Naomi M. Simon, Kathryn M. Connor, Ariel J. Lang, Sheila Rauch, Stan Krulewicz, Richard T. LeBeau, Jonathan R. T. Davidson, Murray B. Stein, Michael W. Otto, Edna B. Foa J Clin Psychiatry 2008;69(3):400-405
Mustafa M. Husain, Shawn M. McClintock, A. John Rush, Rebecca G. Knapp, Max Fink, Teresa A. Rummans, Keith Rasmussen, Cynthia Claassen, Georgios Petrides, Melanie M. Biggs J Clin Psychiatry 2008;69(3):406-411
David H. Avery, Keith E. Isenberg, Shirlene M. Sampson, Philip G. Janicak, Sarah H. Lisanby, Daniel F. Maixner, Colleen Loo, Michael E. Thase, Mark A. Demitrack, Mark S. George J Clin Psychiatry 2008;69(3):441-451
Baclofen, a French Exception, Seriously Harms Alcohol Use Disorder Patients Without Benefit
To the Editor: Dr Andrade’s analysis of the Bacloville trial in a recent Clinical and Practical Psychopharmacology column, in which he concluded that “individualized treatment with high-dose baclofen (30-300 mg/d) may be a useful second-line approach in heavy drinkers” and that “baclofen may be particularly useful in patients with liver disease,” deserves comment.1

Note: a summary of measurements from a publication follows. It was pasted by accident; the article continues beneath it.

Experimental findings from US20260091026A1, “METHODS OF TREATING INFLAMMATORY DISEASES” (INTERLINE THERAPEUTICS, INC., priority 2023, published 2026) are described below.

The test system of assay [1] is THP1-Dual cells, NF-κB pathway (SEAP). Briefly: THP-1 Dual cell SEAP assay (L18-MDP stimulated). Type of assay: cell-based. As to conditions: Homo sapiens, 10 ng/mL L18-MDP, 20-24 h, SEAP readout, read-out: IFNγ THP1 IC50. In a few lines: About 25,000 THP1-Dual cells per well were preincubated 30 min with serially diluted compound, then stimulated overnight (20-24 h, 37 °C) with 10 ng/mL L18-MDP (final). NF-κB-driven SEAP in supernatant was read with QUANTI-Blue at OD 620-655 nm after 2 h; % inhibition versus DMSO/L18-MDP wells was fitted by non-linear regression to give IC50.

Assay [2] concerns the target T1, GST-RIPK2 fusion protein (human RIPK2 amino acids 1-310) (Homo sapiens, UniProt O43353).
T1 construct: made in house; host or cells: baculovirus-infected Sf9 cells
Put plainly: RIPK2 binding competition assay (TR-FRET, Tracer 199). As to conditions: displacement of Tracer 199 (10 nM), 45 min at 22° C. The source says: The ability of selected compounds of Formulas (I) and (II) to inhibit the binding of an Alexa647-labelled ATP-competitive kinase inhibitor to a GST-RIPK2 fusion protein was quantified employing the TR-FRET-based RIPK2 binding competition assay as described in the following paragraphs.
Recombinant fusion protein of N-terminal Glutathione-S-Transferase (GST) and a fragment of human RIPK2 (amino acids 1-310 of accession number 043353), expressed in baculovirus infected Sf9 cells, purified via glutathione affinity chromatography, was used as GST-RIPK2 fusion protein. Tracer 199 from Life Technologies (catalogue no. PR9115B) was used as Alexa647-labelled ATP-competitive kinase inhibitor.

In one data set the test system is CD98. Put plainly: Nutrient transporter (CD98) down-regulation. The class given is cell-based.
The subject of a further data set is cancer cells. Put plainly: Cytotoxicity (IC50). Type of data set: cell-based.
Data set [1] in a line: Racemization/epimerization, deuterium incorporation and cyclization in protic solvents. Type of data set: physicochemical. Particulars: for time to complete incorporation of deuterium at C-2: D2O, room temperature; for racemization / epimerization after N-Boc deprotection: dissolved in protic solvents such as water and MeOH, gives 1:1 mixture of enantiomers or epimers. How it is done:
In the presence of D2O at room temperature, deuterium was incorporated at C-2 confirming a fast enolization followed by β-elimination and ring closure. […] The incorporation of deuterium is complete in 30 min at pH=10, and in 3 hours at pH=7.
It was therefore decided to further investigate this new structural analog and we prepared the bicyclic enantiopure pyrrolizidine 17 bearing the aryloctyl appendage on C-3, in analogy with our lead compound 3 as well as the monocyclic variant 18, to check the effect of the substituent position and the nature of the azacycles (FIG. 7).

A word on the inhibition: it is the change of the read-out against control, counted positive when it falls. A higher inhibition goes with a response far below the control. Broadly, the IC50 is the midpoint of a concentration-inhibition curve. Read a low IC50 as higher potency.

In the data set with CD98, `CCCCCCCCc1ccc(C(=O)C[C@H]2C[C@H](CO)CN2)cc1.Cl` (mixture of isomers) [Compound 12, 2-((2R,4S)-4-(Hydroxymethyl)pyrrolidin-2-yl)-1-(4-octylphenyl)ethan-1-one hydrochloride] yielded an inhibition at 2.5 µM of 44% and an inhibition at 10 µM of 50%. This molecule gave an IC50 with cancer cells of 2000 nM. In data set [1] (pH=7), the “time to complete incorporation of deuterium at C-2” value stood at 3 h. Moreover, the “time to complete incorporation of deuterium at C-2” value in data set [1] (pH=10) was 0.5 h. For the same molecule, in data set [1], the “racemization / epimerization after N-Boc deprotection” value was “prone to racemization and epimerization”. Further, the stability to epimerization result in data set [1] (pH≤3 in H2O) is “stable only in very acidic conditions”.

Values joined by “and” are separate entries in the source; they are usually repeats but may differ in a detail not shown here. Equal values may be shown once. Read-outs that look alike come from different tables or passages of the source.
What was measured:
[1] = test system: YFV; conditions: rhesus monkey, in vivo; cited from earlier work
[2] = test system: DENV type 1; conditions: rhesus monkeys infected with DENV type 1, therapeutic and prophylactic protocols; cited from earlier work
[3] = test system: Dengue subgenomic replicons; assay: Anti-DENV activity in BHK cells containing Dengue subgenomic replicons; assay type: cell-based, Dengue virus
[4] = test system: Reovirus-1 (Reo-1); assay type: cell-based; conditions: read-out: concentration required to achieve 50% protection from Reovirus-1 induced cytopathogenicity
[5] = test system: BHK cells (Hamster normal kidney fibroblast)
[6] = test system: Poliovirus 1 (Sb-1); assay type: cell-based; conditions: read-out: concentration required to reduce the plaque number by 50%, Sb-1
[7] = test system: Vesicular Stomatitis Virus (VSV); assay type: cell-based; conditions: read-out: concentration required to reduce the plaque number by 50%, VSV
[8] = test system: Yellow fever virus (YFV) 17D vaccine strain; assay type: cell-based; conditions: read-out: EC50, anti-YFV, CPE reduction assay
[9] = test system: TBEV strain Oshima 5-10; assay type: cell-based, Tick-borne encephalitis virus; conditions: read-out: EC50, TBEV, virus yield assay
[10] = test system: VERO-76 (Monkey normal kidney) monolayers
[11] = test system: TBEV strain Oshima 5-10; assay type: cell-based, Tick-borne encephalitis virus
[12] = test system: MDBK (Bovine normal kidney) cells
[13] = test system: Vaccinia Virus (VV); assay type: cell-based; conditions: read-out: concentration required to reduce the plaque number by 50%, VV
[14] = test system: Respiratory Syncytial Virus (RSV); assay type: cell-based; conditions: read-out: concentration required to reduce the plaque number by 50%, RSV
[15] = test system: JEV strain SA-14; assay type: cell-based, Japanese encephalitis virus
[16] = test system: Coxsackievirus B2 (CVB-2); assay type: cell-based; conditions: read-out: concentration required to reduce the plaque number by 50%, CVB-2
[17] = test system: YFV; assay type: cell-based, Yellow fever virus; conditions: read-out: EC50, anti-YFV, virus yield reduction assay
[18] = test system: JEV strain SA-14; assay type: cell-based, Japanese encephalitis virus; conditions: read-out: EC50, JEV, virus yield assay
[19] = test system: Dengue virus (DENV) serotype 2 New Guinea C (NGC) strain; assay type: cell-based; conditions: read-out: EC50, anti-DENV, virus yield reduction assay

First, Andrade failed to recall that the first pivotal trial of baclofen, ALPADIR (NCT01738282; 320 patients, as with Bacloville), was negative (see Braillon et al2).
Second, Dr Andrade should have warned readers that Bacloville’s results are most questionable, lacking robustness. Although he cited us,3 he overlooked the evidence we provided indicating that the Bacloville article4 was published without acknowledging major changes to the initial protocol, affecting the primary outcome. Coincidentally (although as skeptics, we do not believe in coincidence), the initial statistical team was changed when data were sold to the French pharmaceutical company applying for the marketing authorization in France. As Ronald H. Coase warned, “If you torture the data long enough, it will confess.”